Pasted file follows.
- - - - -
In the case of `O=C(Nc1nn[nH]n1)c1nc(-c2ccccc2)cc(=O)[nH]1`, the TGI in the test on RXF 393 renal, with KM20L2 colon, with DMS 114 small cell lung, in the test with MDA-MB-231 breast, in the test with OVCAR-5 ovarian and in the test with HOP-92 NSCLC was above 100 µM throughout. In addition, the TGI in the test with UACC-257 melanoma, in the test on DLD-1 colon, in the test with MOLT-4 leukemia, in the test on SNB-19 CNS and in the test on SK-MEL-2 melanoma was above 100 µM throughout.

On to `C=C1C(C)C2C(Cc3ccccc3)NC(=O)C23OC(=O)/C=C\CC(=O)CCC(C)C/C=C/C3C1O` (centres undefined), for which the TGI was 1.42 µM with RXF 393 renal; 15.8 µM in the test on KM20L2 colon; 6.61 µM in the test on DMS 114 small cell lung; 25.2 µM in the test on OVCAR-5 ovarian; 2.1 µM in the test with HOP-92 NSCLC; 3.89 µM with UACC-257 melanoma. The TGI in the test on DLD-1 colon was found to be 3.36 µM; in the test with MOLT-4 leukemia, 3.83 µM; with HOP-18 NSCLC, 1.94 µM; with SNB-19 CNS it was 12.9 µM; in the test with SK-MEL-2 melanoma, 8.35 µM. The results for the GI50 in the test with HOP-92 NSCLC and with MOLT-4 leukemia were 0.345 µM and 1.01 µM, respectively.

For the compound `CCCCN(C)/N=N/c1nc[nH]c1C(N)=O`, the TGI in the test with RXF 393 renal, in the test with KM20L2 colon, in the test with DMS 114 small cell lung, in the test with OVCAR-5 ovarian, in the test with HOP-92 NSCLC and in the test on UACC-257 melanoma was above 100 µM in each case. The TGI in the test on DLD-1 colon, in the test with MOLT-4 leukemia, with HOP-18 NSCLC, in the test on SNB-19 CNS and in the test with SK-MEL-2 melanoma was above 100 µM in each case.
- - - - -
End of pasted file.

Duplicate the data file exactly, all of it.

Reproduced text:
In the case of `O=C(Nc1nn[nH]n1)c1nc(-c2ccccc2)cc(=O)[nH]1`, the TGI in the test on RXF 393 renal, with KM20L2 colon, with DMS 114 small cell lung, in the test with MDA-MB-231 breast, in the test with OVCAR-5 ovarian and in the test with HOP-92 NSCLC was above 100 µM throughout. In addition, the TGI in the test with UACC-257 melanoma, in the test on DLD-1 colon, in the test with MOLT-4 leukemia, in the test on SNB-19 CNS and in the test on SK-MEL-2 melanoma was above 100 µM throughout.

On to `C=C1C(C)C2C(Cc3ccccc3)NC(=O)C23OC(=O)/C=C\CC(=O)CCC(C)C/C=C/C3C1O` (centres undefined), for which the TGI was 1.42 µM with RXF 393 renal; 15.8 µM in the test on KM20L2 colon; 6.61 µM in the test on DMS 114 small cell lung; 25.2 µM in the test on OVCAR-5 ovarian; 2.1 µM in the test with HOP-92 NSCLC; 3.89 µM with UACC-257 melanoma. The TGI in the test on DLD-1 colon was found to be 3.36 µM; in the test with MOLT-4 leukemia, 3.83 µM; with HOP-18 NSCLC, 1.94 µM; with SNB-19 CNS it was 12.9 µM; in the test with SK-MEL-2 melanoma, 8.35 µM. The results for the GI50 in the test with HOP-92 NSCLC and with MOLT-4 leukemia were 0.345 µM and 1.01 µM, respectively.

For the compound `CCCCN(C)/N=N/c1nc[nH]c1C(N)=O`, the TGI in the test with RXF 393 renal, in the test with KM20L2 colon, in the test with DMS 114 small cell lung, in the test with OVCAR-5 ovarian, in the test with HOP-92 NSCLC and in the test on UACC-257 melanoma was above 100 µM in each case. The TGI in the test on DLD-1 colon, in the test with MOLT-4 leukemia, with HOP-18 NSCLC, in the test on SNB-19 CNS and in the test with SK-MEL-2 melanoma was above 100 µM in each case.